The U.S. Lincoln Cent is sometimes called the Wheat Cent Penny. It was first designed and entered circulation in 1909. It has endured with the same side, the Lincoln head side, continuously since 1909 and this makes it the most enduring coin in the U.S. circulation.
The design on the reverse has changed once, in the 1950s. It went from the wheat ears design in 1959 to the Lincoln Memorial design, which is the current design.
The penny was designed by Victor David Brenner and it was done by the insistence of a stubborn different U.S. President. President Theodore “Teddy” Roosevelt was a President that was known to have an eye for Art.
He was the person that believed that the coins in the U.S. circulation were not
very appealing. President Roosevelt was a friend of a famous art sculptor, Augustus Saint-Gaudens, and when the sculptor passed away, he was actually working to design a coin at the direction of President Roosevelt.
After the death of Saint-Gaudens, Roosevelt continued to push for a new penny design, resulting in the Lincoln head penny. Up to that point it was considered an American “taboo” to put the likeness of a person on a coin, either living or dead.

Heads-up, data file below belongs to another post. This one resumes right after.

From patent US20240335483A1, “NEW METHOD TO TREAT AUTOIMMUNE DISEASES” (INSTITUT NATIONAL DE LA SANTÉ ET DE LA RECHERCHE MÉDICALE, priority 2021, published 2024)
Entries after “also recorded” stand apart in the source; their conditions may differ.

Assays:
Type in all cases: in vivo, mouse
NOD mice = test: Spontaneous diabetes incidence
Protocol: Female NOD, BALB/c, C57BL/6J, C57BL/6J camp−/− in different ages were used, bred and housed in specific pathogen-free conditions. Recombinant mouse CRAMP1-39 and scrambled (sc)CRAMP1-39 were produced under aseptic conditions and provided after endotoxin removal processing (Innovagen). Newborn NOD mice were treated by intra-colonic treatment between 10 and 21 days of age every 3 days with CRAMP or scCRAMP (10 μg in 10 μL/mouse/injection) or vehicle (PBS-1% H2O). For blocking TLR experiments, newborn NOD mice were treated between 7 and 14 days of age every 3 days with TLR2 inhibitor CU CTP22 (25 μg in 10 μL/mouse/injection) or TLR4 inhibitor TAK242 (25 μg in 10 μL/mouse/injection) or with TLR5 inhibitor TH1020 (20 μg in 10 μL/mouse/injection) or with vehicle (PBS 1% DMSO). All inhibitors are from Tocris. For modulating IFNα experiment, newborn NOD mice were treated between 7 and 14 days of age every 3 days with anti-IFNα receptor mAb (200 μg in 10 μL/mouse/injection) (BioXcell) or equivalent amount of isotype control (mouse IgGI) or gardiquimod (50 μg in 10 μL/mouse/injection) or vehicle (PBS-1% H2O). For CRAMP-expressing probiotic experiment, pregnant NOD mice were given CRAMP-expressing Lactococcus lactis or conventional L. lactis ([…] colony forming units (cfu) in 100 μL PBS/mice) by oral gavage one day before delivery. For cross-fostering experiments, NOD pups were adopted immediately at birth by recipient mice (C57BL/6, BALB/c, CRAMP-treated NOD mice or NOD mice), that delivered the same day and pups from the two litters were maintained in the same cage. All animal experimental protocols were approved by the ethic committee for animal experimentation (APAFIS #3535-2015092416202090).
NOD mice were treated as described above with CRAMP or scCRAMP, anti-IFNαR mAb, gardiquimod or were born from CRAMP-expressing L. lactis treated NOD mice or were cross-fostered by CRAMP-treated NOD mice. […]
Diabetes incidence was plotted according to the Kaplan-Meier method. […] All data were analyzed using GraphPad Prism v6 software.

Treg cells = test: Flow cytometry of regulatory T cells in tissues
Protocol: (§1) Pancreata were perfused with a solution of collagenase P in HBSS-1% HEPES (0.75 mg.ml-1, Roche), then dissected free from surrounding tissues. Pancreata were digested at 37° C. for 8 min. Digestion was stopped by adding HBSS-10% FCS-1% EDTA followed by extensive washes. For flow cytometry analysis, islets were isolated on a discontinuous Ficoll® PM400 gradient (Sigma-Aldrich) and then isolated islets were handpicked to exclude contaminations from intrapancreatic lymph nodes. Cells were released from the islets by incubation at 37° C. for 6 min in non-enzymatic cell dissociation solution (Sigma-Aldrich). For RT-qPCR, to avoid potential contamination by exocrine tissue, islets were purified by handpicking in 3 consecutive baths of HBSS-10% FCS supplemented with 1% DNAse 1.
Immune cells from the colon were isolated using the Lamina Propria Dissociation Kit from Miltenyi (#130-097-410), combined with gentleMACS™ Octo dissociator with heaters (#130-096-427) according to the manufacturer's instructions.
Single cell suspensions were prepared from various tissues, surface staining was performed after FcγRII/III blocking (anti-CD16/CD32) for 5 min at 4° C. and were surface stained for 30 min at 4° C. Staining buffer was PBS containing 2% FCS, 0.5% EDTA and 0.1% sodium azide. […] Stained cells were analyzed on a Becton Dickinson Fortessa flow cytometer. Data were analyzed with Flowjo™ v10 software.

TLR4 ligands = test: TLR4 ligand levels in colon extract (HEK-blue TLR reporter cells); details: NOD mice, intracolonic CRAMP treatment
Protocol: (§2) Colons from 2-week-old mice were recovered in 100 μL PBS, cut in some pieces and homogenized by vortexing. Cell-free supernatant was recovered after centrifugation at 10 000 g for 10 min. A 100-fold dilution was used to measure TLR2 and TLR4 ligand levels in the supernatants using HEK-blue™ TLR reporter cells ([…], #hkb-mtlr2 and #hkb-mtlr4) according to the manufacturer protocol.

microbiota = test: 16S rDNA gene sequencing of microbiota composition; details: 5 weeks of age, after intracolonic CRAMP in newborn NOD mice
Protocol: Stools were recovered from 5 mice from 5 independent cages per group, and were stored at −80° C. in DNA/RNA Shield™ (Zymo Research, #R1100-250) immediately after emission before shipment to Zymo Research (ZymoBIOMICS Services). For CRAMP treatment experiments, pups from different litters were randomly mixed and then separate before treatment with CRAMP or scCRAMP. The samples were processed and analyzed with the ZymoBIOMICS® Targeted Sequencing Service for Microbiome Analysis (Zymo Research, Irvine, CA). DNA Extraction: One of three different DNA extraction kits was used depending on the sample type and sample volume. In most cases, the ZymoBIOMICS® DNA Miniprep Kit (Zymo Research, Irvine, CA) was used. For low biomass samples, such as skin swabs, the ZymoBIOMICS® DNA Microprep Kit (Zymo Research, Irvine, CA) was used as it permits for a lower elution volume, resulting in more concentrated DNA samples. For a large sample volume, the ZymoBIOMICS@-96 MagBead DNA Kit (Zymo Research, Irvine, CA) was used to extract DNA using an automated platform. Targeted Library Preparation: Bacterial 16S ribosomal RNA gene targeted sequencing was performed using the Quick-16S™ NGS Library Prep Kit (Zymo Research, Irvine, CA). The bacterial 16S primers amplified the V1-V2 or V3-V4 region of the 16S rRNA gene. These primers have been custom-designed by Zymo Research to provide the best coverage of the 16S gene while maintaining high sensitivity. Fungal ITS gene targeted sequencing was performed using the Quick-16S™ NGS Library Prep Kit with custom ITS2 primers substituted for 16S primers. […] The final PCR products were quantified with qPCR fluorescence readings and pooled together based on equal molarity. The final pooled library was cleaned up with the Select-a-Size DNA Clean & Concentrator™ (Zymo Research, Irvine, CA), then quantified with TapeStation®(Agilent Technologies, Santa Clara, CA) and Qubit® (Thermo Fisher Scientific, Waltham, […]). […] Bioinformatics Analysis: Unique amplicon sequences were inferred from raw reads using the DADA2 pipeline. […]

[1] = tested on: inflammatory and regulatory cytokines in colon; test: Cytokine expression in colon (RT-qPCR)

The personnel at the U.S. Mint including the mint Chief Engraver of the time Charles Barber were resistant to working with an outsider such as the Lincoln head designer, but President Lincoln pushed and prodded and eventually the Lincoln Head penny came into existence.
Without his efforts it likely would not have happened.
After several years in production the public and general citizens were excited about the release, and in 1909 the penny was finally released. The U.S. Mint didn’t want to release any pennies with the new design until they had a stockpile to make sure they had enough, so when they had 25 million pennies produced they finally released it to overwhelming public acclaim.